But let’s step back here a minute, George. You know, it’s really odd to me that arguing to give relief to the vast majority of Americans creates this incredible pushback. When the federal government, through the Fed and the Treasury, gave $30 billion in a bailout to Bear Stearns, I didn’t hear anybody jump up and say, “that’s not going according to the market. That’s rewarding irresponsible behavior.”
We’ve got to get out of this mindset where somehow elite opinion is always on the side of doing things that really disadvantage the vast majority of Americans, and get back at looking hard at what we’re going to do to stop the housing crisis.
You know, for months now, I’ve been saying we need a moratorium on home foreclosures and we need to freeze interest rates. I think that would help us stem what’s happening in not just the housing market, but the general decline in the economy. Well, we can’t get that through the Congress either. And on health care, on so many of these issues where costs have gone up, where people are really feeling squeezed, there just doesn’t seem to be an understanding about what people are going through.
STEPHANOPOULOS: Let me go to one of the voters who’s feeling squeezed. Kara Glennan [phonetic spelling] is here. Kara is a Democrat. She’s supporting Obama. I think you’ve contributed $25 to him. What’s your question on the gas tax?
VOTER QUESTION: I have — Sen. Clinton, I actually make less than $25,000 a year, so talking about gas prices is not academic for me. I really do feel pain at the pump.
However, I do feel pandered to when you talk about suspending the gas tax. I don’t think that it’s really a reasonable plan, and call me crazy, but I actually listen to economists, because I think that they know what they studied.
You say that you have both a short- and a long-term plan for our energy consumption. However, since the suspension of the gas tax would encourage continued overconsumption, which could possibly cancel out any price savings and also undermine our efforts to curb global warming, and your long-term plan includes trying to, say, curb global warming, don’t you feel that these two plans are in conflict?
CLINTON: No. And let me stand up, because I can see you better from this angle.
You know, actually, I’m glad you asked this question, because I want to make it very clear that we’re talking about short-term relief and a long-term plan. And I have a very comprehensive, long-term plan to reduce our dependence on foreign oil, increase the mileage of our automobiles, and to do it in a way that will push us forward as a leader in the world again, which we have not been, on the issue of global warming. And I invite everyone to go to my Web site, HillaryClinton.com, and read about it.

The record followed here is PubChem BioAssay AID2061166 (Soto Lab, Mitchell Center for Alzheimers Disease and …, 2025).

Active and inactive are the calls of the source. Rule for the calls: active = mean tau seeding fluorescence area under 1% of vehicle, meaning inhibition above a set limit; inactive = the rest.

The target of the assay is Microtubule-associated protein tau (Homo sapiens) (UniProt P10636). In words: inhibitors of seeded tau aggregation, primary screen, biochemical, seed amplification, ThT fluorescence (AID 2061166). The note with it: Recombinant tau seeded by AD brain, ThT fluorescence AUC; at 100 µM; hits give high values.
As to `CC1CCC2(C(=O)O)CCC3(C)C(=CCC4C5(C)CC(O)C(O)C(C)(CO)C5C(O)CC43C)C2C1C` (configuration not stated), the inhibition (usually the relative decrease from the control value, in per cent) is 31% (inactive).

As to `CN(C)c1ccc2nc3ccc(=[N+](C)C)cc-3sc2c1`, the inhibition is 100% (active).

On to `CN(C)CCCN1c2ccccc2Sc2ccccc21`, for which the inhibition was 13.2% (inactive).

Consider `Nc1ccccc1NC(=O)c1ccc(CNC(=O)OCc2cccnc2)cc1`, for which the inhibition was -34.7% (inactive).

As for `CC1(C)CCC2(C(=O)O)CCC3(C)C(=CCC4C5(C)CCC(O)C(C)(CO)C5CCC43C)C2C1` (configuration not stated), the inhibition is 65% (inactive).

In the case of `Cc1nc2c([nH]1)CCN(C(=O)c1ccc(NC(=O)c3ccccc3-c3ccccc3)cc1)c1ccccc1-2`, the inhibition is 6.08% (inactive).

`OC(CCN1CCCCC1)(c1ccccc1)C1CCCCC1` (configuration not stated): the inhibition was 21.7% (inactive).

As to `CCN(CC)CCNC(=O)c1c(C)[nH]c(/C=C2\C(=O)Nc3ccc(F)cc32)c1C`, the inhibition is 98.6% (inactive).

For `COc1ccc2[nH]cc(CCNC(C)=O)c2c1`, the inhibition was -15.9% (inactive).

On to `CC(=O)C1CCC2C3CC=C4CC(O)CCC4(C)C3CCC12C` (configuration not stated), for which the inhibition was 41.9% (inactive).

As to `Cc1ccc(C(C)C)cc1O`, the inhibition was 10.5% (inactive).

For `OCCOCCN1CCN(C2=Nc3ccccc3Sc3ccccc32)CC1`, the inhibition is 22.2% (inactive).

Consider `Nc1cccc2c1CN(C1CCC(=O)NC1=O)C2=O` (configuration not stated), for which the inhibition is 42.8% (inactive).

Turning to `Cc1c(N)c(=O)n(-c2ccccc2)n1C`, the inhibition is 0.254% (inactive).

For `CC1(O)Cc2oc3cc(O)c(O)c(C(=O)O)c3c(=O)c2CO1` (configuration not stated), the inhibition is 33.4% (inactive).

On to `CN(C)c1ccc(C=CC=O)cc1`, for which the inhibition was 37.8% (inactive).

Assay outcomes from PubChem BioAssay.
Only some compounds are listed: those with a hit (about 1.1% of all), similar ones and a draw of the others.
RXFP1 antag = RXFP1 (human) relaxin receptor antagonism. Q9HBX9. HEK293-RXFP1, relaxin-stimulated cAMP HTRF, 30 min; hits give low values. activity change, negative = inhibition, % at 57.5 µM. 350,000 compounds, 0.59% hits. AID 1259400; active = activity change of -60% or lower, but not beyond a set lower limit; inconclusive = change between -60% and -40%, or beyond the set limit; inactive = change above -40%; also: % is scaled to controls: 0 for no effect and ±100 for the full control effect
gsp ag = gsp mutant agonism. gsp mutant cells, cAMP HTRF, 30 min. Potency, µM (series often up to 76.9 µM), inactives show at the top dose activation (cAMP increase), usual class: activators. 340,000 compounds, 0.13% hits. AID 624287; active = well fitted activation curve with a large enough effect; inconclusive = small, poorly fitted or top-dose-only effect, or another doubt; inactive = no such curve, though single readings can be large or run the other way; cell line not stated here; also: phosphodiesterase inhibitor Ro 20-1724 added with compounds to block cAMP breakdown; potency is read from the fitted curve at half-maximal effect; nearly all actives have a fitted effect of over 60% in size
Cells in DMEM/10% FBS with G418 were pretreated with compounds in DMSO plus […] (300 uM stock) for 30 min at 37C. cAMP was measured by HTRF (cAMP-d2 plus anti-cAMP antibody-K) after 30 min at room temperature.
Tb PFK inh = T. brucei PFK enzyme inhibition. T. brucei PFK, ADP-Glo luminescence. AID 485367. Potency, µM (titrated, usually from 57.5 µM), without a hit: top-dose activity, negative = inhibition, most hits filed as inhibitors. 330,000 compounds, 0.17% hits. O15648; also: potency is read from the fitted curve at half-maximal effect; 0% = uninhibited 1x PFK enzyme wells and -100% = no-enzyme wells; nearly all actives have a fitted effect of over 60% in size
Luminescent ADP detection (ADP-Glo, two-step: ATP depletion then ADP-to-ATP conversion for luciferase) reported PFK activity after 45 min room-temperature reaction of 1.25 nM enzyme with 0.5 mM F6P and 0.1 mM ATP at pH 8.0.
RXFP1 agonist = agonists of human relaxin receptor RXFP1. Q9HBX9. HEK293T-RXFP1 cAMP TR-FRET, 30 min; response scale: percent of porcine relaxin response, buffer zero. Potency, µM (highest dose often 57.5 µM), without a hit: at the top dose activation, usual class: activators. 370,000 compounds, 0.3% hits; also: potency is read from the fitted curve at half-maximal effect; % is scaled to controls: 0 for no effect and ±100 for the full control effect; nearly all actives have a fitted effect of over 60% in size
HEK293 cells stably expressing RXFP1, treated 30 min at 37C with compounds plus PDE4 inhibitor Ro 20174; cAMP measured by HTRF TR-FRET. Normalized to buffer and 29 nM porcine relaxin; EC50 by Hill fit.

But if you are driving on average in America this summer, you’ll save — according to Department of Energy figures — about $70. If you are a long-distance commuter, and a lot of people in Indiana and North Carolina are, if you are a truck driver who depends upon your truck for your living, you’re going to save a lot more. In fact, truckers will save about $2 billion in fuel costs.
You see, I really believe we’ve got to start right now demonstrating a willingness to take on these oil companies. I voted against the big oil giveaway in the 2005 energy bill. My opponent voted for it. I’m on record as taking on the oil companies. And I think having a good debate, like we’re having right now in this campaign, helps to lay the groundwork for what we’re going to need to do.
STEPHANOPOULOS: Sen. Clinton, let me bring this back to Sen. Obama and what he said there. He said you weren’t being truthful. And that seems to be going straight at the Achilles heel of your campaign. Our recent poll showed six out of 10 voters think you’re dishonest. That’s a heavy burden to carry into the general election. What do you say to Democrats who are worried about that?
CLINTON: Well, obviously, it’s troubling that people would have that opinion, because I think most of the people who have voted for me and support me in New York — and I was reelected with 67 percent of the vote — believe they can count on me. And they have good reason to count on me, because I’ve gotten up year after year, going back many years, to stand up for controversial issues, like health care for every American, something that I feel passionately about.
So have I drawn a lot of fire from people who have come right at me and, frankly, you know, done a lot of attacking of me? Sure. But I think that goes with being a leader.
You see, I just have a fundamental disagreement about how you get change in America. I wish that we could all just get together and decide we’re going to make change. I wish that were the case. But maybe I know enough about human nature and about our political system to understand, you really have to take these interests on. They do not go gently into the night.
STEPHANOPOULOS: But don’t voters have to trust you as you’re taking these interests on?
CLINTON: Well, the voters of New York have trusted me twice, and I think that people throughout this campaign, as I have campaigned across Texas, Ohio, Pennsylvania, Indiana, North Carolina, have seen me in person, as opposed to what they hear about me. And I know you hear a lot about me. There is a lot out there that, you know, I have no control over.
But if you really look at what I’ve done and where I stand, I have a consistent record of standing up for people and fighting for people and getting results for people, and that’s what I would do as your president.